We were very pleased with the talk by invited speaker Carl-Philip Heisenberg. It was very stimulating talk especially that the topics he discussed (force-based approach to tissue dynamics during zebrafish gastrulation) were directly relevant to workshop main themes. In particular he has presented an approach based on Cellular Potts Model (a model that CompuCell3D implements) to study impact of tensile forces on germ layer organization during gastrulation. One of the working groups was modeling gastrulation in chick embryos so Carl-Philip’s talk was directly relevant to this group.

 

This workshop was quite experimental and the organizers were somewhat skeptical whether project-based workshop format would work out. The big concern was that level of familiarity with cell-based modeling would vary among different participants and it would lead to some attendees feeling left out. Since we could not accommodate lectures in the workshop schedule we had to ensure that people who needed to be brought up-tospeed in modeling topics had an opportunity to learn the material as quickly as possible.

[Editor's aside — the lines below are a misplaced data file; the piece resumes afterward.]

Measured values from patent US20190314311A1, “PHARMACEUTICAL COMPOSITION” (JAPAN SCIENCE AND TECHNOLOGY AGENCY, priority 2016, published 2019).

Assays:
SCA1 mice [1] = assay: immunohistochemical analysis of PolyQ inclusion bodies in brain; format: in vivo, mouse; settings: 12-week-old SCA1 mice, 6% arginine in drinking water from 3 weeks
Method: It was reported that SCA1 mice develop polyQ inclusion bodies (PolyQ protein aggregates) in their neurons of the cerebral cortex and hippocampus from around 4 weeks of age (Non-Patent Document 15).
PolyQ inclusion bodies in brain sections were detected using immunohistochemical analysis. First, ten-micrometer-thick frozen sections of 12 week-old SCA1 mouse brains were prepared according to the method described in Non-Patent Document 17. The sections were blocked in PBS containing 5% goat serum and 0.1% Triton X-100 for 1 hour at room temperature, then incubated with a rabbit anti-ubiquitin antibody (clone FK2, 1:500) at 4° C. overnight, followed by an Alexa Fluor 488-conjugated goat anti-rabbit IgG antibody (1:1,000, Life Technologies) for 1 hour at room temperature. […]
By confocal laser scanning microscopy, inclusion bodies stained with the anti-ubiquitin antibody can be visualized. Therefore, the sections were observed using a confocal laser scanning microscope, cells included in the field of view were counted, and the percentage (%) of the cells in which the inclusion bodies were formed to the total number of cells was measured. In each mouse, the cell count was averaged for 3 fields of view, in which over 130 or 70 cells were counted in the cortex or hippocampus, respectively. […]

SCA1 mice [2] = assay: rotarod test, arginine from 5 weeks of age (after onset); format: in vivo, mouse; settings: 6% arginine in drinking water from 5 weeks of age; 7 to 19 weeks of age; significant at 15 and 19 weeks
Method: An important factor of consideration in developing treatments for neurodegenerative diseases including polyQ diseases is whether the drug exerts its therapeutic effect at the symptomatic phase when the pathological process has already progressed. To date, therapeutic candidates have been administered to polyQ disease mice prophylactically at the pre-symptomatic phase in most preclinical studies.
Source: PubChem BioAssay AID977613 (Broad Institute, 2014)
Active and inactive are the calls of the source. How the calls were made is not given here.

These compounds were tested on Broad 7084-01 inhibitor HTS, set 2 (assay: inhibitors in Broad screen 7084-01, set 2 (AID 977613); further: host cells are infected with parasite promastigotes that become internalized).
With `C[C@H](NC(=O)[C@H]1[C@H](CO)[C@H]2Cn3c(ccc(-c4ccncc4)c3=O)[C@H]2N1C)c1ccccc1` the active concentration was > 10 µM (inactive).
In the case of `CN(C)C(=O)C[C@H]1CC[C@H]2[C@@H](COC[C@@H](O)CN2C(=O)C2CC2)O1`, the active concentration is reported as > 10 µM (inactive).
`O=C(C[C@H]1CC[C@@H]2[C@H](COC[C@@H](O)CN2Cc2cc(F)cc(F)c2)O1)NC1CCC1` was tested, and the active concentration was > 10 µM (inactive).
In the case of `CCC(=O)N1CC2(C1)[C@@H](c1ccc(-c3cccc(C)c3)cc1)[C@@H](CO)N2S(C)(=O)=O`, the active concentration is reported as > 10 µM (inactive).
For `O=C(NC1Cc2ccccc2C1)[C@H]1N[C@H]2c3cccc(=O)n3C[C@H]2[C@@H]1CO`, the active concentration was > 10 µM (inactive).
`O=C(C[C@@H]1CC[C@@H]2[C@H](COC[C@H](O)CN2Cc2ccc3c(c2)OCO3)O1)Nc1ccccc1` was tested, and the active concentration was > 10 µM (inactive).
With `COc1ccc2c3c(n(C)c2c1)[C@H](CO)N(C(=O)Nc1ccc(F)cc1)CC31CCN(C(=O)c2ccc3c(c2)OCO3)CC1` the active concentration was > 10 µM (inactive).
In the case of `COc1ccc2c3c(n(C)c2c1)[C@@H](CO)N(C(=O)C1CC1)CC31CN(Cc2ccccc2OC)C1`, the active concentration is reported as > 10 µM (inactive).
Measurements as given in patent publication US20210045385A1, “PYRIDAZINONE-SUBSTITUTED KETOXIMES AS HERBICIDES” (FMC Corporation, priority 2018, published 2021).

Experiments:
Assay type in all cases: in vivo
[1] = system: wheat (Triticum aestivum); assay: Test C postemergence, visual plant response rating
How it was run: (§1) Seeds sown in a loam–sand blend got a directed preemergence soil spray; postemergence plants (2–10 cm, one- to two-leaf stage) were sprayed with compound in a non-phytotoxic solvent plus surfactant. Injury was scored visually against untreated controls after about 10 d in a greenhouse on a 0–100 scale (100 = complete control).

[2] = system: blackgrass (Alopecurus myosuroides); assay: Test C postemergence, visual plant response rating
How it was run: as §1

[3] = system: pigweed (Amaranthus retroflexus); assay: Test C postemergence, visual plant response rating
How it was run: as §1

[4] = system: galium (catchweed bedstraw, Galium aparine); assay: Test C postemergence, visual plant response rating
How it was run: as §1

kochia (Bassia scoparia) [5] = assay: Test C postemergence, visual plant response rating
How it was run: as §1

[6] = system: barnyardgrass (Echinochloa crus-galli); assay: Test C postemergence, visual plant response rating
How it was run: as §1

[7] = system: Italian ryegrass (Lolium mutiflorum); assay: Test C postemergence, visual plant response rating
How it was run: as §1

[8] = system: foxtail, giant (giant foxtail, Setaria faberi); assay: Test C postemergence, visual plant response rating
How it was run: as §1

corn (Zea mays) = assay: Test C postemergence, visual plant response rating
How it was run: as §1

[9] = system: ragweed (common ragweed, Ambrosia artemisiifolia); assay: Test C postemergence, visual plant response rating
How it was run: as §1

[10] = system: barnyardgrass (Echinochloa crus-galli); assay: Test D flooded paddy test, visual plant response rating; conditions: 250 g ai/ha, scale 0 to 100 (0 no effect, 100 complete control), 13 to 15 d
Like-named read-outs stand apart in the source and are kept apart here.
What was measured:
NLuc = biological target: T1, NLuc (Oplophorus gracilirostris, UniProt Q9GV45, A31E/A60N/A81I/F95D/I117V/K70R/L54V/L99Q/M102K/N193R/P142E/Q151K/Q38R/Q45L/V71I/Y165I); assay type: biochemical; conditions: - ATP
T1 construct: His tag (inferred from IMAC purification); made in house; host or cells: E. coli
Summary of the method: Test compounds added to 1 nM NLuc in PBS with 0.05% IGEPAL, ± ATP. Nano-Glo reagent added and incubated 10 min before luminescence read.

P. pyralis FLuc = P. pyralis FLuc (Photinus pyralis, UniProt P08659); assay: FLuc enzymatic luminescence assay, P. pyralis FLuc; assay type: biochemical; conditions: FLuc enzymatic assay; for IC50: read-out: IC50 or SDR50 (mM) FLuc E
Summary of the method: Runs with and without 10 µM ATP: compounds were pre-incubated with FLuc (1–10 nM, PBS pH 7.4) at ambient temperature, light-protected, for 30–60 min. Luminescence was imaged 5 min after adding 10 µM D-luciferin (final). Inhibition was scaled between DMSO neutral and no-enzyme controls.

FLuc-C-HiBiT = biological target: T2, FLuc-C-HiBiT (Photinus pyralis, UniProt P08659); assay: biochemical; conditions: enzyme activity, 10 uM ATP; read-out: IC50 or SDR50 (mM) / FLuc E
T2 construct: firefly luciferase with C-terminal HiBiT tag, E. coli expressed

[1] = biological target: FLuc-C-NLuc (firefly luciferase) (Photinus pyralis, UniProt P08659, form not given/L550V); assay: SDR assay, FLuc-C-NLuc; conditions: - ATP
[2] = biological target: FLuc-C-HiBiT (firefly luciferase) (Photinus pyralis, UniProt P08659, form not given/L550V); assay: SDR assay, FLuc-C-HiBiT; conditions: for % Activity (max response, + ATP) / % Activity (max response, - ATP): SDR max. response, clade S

For this reason we invited modeling experts who served as instructors for workshop participants. Each time a workshop participant would struggle with completion of particular tasks or needed one-on-one coaching, instructors were available to help. At the conclusion of the workshop all working groups had made significant advancement in their projects. It was somewhat surprising to organizers to see so much progress being done at the workshop given relatively short duration of the workshop and the fact that several groups started coding the simulations from scratch. The gastrulation working group was able to finish the project completely and they are ready to submit the paper based on their model. This group, however, started working on the project earlier so it would be unreasonable to expect other groups show same level of accomplishment during just few days.